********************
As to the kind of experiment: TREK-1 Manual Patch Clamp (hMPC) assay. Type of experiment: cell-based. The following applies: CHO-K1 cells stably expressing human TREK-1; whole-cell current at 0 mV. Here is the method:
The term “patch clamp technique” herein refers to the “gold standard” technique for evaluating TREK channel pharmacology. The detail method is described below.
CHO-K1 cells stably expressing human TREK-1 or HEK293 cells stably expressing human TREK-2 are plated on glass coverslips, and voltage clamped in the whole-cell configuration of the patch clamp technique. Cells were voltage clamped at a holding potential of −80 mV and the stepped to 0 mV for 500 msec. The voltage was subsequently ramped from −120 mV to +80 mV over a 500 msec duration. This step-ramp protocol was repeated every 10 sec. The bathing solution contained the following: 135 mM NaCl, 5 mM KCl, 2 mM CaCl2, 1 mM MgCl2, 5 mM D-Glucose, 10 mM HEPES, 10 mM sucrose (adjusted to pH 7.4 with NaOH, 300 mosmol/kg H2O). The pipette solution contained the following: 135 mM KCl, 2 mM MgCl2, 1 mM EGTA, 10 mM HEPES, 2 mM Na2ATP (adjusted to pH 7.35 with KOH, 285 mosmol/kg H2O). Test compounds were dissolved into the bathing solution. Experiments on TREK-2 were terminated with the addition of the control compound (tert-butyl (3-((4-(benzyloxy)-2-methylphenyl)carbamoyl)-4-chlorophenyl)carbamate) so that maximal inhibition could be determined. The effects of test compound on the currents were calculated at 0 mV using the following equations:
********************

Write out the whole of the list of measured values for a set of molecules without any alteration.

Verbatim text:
As to the kind of experiment: TREK-1 Manual Patch Clamp (hMPC) assay. Type of experiment: cell-based. The following applies: CHO-K1 cells stably expressing human TREK-1; whole-cell current at 0 mV. Here is the method:
The term “patch clamp technique” herein refers to the “gold standard” technique for evaluating TREK channel pharmacology. The detail method is described below.
CHO-K1 cells stably expressing human TREK-1 or HEK293 cells stably expressing human TREK-2 are plated on glass coverslips, and voltage clamped in the whole-cell configuration of the patch clamp technique. Cells were voltage clamped at a holding potential of −80 mV and the stepped to 0 mV for 500 msec. The voltage was subsequently ramped from −120 mV to +80 mV over a 500 msec duration. This step-ramp protocol was repeated every 10 sec. The bathing solution contained the following: 135 mM NaCl, 5 mM KCl, 2 mM CaCl2, 1 mM MgCl2, 5 mM D-Glucose, 10 mM HEPES, 10 mM sucrose (adjusted to pH 7.4 with NaOH, 300 mosmol/kg H2O). The pipette solution contained the following: 135 mM KCl, 2 mM MgCl2, 1 mM EGTA, 10 mM HEPES, 2 mM Na2ATP (adjusted to pH 7.35 with KOH, 285 mosmol/kg H2O). Test compounds were dissolved into the bathing solution. Experiments on TREK-2 were terminated with the addition of the control compound (tert-butyl (3-((4-(benzyloxy)-2-methylphenyl)carbamoyl)-4-chlorophenyl)carbamate) so that maximal inhibition could be determined. The effects of test compound on the currents were calculated at 0 mV using the following equations: